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Boyle's Law [mmHg]

  1. Nov 19, 2009 #1
    A simple mercury barometer consists of a vertical glass tube sealed at its upper end containing a column of mercury. The space between the top of the mercury column and the upper end of the tube is a vacuum. A mercury column height of 760 mm is equivalent to atmospheric pressure 1.0x105 Pa.

    A school experiment to find atmospheric pressure befotre the days of modern health legislation was as follows. A length of air was trapped in a capillary tube sealed at one end by a thread of mercury. When the tube was held horizontally, the length of the trapped air column was 82 mm and the length of the thread of mercury was 39 mm.

    When the tube was held vertically with the open end upwards, the air column was squashed to 78 mm.

    111s386.png

    Find the value of atmospheric pressure in mm of mercury (mmHg).


    We're given this statement (Boyle's Law):
    The volume of a fixed mass of gas is inversely proportional to the pressure exerted on it, provided the temperature is kept constant.

    I imagine this constructs an equation like this: p1V1 = p2V2

    I can't really relate this to the question though, it's probably something really simple I'm missing.
     
  2. jcsd
  3. Nov 19, 2009 #2

    mgb_phys

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    What is the pressure on the air (in the sealed part of the tube) in the two cases?
     
  4. Nov 19, 2009 #3
    That's all the information it gives, sorry.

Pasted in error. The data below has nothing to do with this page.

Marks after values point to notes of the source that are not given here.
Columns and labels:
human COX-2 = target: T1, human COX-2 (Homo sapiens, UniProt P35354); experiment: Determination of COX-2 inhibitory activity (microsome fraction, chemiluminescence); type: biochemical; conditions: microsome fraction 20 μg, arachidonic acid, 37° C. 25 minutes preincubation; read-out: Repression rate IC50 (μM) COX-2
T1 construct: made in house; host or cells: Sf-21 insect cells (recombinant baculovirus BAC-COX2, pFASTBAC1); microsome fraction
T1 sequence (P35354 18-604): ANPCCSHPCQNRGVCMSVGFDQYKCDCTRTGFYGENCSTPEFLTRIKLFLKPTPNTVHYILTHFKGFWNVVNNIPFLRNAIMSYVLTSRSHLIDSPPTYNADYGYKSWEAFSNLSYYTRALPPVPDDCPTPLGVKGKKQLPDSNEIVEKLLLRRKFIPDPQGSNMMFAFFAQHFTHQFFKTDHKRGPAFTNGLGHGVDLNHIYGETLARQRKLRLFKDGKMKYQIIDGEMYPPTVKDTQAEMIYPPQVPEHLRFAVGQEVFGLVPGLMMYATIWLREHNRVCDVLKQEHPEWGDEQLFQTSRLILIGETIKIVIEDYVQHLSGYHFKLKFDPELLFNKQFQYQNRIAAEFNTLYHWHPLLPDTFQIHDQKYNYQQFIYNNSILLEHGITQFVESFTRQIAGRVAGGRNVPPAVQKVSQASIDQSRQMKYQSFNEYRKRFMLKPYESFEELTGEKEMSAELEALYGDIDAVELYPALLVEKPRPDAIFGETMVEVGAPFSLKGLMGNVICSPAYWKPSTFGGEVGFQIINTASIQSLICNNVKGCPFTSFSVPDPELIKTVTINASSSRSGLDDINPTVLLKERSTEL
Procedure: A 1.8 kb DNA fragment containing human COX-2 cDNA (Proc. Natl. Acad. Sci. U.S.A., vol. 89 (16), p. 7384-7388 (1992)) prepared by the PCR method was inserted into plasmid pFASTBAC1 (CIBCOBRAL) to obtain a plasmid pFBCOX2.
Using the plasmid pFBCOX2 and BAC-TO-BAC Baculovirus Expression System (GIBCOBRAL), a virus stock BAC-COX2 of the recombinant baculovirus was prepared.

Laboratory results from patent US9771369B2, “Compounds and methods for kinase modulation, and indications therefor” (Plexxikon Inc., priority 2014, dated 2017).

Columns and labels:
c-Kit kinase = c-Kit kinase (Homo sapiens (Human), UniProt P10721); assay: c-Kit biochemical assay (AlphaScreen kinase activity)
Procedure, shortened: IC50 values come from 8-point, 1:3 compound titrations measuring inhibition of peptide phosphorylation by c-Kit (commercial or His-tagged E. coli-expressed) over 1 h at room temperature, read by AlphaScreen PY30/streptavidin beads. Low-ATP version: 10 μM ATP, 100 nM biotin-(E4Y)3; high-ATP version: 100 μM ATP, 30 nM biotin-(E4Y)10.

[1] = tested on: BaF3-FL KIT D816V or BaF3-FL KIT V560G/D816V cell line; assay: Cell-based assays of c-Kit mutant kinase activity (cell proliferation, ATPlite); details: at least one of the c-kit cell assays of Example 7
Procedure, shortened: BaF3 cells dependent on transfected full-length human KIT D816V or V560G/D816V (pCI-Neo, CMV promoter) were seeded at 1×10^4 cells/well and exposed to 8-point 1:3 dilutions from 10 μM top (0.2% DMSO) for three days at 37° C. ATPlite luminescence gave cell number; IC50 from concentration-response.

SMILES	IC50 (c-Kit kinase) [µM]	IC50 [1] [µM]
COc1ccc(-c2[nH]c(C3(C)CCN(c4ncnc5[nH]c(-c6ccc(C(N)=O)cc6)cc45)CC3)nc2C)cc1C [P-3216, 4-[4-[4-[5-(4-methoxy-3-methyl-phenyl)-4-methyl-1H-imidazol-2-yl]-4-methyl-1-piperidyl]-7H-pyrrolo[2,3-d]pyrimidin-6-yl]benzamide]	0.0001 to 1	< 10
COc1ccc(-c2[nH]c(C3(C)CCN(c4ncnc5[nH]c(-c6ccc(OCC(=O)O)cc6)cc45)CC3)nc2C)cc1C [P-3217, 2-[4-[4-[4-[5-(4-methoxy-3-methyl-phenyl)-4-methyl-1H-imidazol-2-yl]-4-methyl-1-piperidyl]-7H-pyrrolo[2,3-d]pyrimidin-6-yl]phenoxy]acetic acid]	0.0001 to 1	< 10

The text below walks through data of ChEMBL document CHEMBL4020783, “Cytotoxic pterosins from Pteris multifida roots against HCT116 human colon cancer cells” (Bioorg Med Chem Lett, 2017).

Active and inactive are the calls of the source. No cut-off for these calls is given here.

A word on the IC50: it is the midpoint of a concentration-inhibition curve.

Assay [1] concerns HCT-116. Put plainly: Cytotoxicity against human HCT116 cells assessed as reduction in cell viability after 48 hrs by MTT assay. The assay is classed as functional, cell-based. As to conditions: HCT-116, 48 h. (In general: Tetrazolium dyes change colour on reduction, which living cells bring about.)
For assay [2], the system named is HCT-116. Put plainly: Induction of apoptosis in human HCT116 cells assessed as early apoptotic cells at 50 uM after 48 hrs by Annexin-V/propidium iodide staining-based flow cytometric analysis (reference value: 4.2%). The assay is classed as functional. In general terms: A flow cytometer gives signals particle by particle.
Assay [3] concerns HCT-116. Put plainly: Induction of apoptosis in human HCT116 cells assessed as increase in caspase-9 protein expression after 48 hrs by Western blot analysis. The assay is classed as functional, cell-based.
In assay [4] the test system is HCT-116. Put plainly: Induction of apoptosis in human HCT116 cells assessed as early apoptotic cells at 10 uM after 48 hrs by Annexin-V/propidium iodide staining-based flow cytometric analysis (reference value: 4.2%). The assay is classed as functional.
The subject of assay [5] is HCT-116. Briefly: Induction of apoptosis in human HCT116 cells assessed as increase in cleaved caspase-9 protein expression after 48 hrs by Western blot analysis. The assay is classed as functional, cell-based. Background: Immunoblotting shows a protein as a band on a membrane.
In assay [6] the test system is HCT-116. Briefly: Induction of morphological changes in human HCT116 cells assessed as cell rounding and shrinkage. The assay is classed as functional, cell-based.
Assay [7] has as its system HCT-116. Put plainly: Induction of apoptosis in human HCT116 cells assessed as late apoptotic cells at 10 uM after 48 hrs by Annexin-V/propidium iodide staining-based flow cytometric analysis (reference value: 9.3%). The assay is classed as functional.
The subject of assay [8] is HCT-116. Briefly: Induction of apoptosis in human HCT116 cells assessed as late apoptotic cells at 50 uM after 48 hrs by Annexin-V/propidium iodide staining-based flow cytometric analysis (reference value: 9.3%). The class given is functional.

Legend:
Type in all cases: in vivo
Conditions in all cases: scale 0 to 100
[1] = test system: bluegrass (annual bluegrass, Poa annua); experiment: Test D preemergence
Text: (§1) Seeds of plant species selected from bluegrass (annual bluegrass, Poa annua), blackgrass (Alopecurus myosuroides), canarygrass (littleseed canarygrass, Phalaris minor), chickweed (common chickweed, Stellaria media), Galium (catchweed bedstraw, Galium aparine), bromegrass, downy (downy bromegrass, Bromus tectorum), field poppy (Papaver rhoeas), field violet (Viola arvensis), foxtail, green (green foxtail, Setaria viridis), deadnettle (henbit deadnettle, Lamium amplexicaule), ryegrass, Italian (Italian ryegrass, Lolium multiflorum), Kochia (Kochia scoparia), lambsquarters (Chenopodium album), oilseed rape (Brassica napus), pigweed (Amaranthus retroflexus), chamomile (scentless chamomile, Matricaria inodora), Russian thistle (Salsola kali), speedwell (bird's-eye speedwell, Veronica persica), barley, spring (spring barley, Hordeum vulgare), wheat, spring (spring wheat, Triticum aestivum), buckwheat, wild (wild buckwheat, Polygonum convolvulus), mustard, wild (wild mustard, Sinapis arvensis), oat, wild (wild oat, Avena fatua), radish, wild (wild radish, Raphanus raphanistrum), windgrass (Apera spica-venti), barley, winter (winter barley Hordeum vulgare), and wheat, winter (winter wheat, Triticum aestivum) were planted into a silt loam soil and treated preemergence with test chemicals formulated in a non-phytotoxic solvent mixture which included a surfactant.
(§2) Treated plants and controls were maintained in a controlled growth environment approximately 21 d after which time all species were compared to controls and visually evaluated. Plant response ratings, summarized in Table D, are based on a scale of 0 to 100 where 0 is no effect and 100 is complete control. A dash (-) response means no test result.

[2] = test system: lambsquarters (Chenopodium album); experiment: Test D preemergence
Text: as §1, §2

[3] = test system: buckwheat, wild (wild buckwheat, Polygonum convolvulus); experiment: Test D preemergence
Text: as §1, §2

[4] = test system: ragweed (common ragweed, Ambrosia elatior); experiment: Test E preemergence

There are a few rogue questions in our text book because they are published so quickly for the changing syllabus, so it appears it hasn't been very well checked. Maybe this is another one of those questions, where they didn't give needed information?
     
  5. Nov 19, 2009 #4

    mgb_phys

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    No they give you all the information you need - it's a very simple and elegant experiment.
    i was asking you to think about pressure = force / area, whats the difference in the force and hence the pressure on the trapped air in the two cases/
     
  6. Nov 19, 2009 #5
    This is a really cool question. I was stumped for a few minutes before I started thinking about what additional effects are present when the capillary tube is vertical that were not there before. Do you remember in which direction pressure acts?
     
  7. Nov 19, 2009 #6

    mgb_phys

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    it's a very neat experiment. it's a pity you cant do it anymore because if you allowed a few grams of mercury into schools billions would instantly be killed.
     
  8. Nov 19, 2009 #7
    Well the area and force will be the same in both, wont they? It doesn't actually give the surface area of the tube, and the force provided by the weight of the mercury is anyone's guess.

    I'm not having difficulty understanding how the experiment works, I just don't know how to quantize everything.
     
  9. Nov 19, 2009 #8

    mgb_phys

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    In the horizontal case the mercury is being pushed toward the sealed end of the tube by the outside atmosphere and the air is pushing back with an equal force. So the air trapped in the tube is under one atmosphere of pressure.

    In the second case the mercury is pushing down with one atmosphere of pressure PLUS the weight of the blob of mercury.
    So the air in the tube is under 1 atmosphere + X of pressure.
    From boyles law we know that if the volume has dereased by 78/82 then the pressure must have gone up by 82/78 = 1.05.

    if you work out the weight of the mercury you know this is (82/78-1) of an atmosphere you can work out what an atmosphere of pressure is.

    hint; since we are talking about pressure (force/area) the width of the tube doesn't matter - can you see why?

    hint2: the drawing is a little bad - you aren't expected to take into account the curved ends of the mercury bead.
     
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